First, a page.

There are no straight lines or sharp corners in nature. Therefore, buildings must have no straight lines or sharp corners.
– Antonio Gaudi
A few weeks ago we received visitors, which gave us the opportunity to do something touristic. For those of you that live in a big city, do you not sometimes have a feeling that the tourists have seen more historical sites than you have? On this particularly overcast and freezing day, we were able to visit La Sagrada Familia while following a guided tour (in French!).
La Sagrada Familia is a Roman Catholic Basilica in Barcelona, which is still being built. It is impressively tall, so due to the fact that Barcelona is not a city of skyscrapers, depending where you are standing you can see it peering at you through the buildings, always with a few cranes looming overhead.
The construction of La Sagrada Familia began in 1882. The architect Antonio Gaudi was appointed as the chief architect the following year in 1883. He lived there while he was working on the designs, until his unexpected death in 1926, being hit by a tram on his way to his daily prayers.
The building was interrumpted during the Spanish civil war and has suffered a couple of fires. It is a UNESCO World Heritage Site and was consecrated by Pope Benedict XVI in 2010. It is scheduled to be finished by 2026, commemorating the 100th anniversary of the death of Gaudi, though nobody really knows when it will finalize. At the same time I think many of the natives can’t imagine La Sagrada Familia without all the cranes over it. I’m going to be a bit of a party pooper now and say that I think the whole project has turned into a horribly grotesque tourist attraction.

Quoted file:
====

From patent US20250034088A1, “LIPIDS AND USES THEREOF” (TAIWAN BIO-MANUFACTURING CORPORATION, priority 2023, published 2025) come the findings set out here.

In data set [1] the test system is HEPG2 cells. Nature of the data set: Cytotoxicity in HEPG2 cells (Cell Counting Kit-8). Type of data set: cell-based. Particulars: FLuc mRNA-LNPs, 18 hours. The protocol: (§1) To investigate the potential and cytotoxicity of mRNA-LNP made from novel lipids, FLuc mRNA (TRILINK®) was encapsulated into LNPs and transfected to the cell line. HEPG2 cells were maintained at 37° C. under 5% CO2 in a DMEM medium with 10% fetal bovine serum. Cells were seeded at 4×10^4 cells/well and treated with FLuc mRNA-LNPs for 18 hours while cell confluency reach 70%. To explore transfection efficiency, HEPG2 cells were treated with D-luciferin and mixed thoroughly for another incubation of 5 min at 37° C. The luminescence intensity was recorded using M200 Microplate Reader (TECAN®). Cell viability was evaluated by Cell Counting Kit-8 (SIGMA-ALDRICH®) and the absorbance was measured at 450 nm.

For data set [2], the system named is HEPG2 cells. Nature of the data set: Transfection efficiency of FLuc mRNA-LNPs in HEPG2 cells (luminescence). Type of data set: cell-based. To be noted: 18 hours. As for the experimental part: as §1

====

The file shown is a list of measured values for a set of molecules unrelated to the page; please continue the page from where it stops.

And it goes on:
The Basilica follows the typical Gaudi style, heavily inspired by the designs of nature, full of leaves, branches and animals. At the same time he wanted it to have some Gothic influences, which I will not go into because I’m no expert. It is also replete with symbolism nearly anywhere you look.
There are completely different façades to the building. One side (looking North) is the obvious Gaudi style one which represents the Nativity. It’s the happier side as it expresses life’s profusion, full of beautiful natural influenced ornaments and statues.
The inside is equally impressive with tall pillars that are like branches of trees. Beautiful stained glass are used in the windows, which are to give a beautiful luminous effect, though unfortunately we couldn’t experience the effect on that grey day.
The opposite façade (looking South) represents Passion (from Latin “patior, pati, passus”, to suffer). This was designed by various architects and dramatically contrasts with the Nativity façade as it is – in line with Gaudi’s vision for this façade – quite bare and macabre, expressing death’s grimness.
There will be another spectacular façade (looking East) leading to the central nave. Its construction has begun but is nowhere near complete and will represent Glory, showing Death and Judgement Day.
Have to visited La Sagrada Familia? I would love to hear about your take on it.
Thank you for reading!